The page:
A great number of studies investigating African literature have focused on the language used by the African writer. Whereas, because of the French colonial policy of assimilation, most previous Francophone authors would have little choice as to write in French (Gyasi 2006), one should observe in the writing of young generation authors the will to subvert, hybridize and "indigenize" the colonial language through the introduction of cultural and linguistic elements from the African tradition (Vakunta 2011). Francophone African writers could thus be considered as modern storytellers who translate oral narratives into written literature. Hence, every translation of an African literary text should be "a translation of a translation" (Khadi Fall 1993), because the first translation process occurs at the very moment of writing. Some scholars presuppose an implicit unwritten Afrophon text, a "first original" (Khadi Fall 1992, Ndefo Tene 2004) or a "third text" (Mayanja 1999)).
As interesting and relevant as these studies may be, they tend to reduce African literature to a mere function of translating traditional African narrative forms into European languages. This dissertation project aims to nuance this stance, starting from the premise that African literature is characterized by an interplay of the local and the global, which is reflected in the literary production of African authors in a variety of ways. By analyzing novels of the Cameroonian authors Ferdinand Oyono and Mongo Beti, it aims to show that not every author relies on an alleged implicit Afrophone text, though an act of translation might nevertheless be reflected in their writings. The project addresses questions such as: (1) how 'glocalized' the novels of Oyono and Beti are, i.e. how do local and global elements interact in those texts; and (2) what is lost and gained (Damrosch 2003) in the translation of the respective novels into English and German. Finally, it questions the mechanisms and conditions underlying the publishing of the aforementioned authors in the French-, English- and German-speaking context.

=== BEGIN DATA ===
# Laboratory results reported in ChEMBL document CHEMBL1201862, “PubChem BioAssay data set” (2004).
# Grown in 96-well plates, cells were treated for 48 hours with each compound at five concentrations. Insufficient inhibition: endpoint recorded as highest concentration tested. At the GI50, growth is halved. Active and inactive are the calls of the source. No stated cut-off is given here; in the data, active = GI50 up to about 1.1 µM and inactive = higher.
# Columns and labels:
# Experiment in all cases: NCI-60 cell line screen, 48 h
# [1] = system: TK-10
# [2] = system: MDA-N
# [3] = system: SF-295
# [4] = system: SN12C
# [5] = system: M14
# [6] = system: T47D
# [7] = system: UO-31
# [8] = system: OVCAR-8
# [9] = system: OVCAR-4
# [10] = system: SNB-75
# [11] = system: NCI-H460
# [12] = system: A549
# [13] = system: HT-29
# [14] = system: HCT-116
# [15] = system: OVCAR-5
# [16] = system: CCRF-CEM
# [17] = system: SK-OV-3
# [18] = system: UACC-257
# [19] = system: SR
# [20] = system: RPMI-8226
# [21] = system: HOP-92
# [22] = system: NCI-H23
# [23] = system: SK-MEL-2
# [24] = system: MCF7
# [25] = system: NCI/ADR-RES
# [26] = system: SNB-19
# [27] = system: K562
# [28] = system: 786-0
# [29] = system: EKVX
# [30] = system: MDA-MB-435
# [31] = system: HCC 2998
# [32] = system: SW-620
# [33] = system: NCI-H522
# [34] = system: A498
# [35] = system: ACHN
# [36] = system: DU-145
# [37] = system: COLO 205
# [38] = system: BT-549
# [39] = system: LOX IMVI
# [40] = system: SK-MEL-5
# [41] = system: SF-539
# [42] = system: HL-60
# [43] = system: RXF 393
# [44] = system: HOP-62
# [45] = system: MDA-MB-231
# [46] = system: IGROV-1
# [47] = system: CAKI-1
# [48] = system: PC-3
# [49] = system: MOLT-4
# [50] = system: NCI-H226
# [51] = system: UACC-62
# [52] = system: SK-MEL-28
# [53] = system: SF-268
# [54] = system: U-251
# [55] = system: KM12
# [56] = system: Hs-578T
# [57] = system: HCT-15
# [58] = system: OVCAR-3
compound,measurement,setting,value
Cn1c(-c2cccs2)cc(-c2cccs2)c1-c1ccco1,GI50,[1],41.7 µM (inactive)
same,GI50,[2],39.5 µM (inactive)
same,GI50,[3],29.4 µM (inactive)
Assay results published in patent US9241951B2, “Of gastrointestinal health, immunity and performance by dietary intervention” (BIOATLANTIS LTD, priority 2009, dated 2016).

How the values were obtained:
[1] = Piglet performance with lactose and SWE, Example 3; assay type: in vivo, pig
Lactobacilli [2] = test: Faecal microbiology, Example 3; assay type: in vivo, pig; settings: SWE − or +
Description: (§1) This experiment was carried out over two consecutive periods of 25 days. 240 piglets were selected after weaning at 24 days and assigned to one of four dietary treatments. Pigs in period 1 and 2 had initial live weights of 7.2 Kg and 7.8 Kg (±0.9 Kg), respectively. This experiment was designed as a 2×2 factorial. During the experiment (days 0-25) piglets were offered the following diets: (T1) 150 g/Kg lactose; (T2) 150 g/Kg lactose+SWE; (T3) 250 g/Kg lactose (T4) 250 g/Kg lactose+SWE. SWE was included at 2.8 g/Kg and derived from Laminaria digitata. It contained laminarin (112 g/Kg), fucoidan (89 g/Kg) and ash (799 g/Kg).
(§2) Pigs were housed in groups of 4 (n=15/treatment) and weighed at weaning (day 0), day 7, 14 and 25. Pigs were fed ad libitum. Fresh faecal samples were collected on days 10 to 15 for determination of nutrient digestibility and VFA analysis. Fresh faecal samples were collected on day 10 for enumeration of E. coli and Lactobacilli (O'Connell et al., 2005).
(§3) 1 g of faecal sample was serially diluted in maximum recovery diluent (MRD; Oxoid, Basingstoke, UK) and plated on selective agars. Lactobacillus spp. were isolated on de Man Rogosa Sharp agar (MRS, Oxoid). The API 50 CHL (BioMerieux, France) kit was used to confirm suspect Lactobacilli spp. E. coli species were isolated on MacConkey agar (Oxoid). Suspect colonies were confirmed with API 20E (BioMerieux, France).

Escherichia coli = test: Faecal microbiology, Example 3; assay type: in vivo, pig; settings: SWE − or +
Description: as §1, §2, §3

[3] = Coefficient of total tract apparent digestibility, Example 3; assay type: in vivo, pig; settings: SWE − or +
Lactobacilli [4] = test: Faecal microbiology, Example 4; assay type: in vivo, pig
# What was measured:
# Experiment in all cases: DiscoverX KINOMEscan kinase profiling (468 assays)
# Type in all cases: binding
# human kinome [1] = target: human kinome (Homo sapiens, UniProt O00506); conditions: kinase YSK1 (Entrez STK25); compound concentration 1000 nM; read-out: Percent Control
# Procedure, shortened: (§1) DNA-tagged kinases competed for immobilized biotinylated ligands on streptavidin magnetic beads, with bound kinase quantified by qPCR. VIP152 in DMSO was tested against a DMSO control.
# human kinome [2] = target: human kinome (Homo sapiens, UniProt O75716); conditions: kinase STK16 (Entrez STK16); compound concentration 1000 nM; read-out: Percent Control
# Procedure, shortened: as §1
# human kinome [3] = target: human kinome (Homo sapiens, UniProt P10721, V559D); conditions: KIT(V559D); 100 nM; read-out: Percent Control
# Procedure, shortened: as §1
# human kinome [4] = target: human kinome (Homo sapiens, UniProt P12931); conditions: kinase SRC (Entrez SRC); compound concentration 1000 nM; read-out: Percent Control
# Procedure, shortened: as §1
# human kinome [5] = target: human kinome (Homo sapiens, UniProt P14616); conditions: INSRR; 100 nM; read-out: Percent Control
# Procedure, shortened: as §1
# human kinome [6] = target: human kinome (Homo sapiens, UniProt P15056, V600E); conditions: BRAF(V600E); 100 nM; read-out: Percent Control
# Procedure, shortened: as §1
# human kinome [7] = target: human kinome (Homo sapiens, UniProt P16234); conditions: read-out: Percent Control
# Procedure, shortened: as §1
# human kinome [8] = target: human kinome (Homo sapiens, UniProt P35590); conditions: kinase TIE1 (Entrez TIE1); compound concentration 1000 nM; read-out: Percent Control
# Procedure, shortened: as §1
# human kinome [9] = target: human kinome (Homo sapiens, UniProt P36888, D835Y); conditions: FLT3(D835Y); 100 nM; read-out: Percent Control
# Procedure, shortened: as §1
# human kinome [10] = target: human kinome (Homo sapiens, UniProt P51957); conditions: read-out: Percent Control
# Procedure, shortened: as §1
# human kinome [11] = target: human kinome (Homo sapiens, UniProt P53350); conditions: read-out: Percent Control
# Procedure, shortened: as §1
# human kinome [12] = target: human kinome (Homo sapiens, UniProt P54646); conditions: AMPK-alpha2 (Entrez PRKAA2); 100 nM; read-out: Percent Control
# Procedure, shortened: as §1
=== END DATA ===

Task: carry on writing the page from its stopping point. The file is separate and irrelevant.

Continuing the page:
Since 2015 PhD Candidate at the Research Training Group
2014-2015: Assistant Lecturer, University Maroua, Cameroon
2012-2015: Teacher of German as a Foreign Language, Lycée de Godola, Cameroon
2014: M.A. German Studies, University Yaoundé I, Cameroon
2011: DIPES II (Teaching Certificate for German as a Foreign Language), Ecole Normale Supérieure
Yaoundé I, Cameroon
2008: Licence in German Studies, University Yaoundé I, Cameroon
Das Bild des Schwarzafrikaners im Europa der 1920er Jahre. Eine vergleichende Untersuchung zu René Marans "Batouala" und zu Claire Golls "Der Neger Jupiter raubt Europa", Saarbrücken: AV Akademikerverlag, 2014.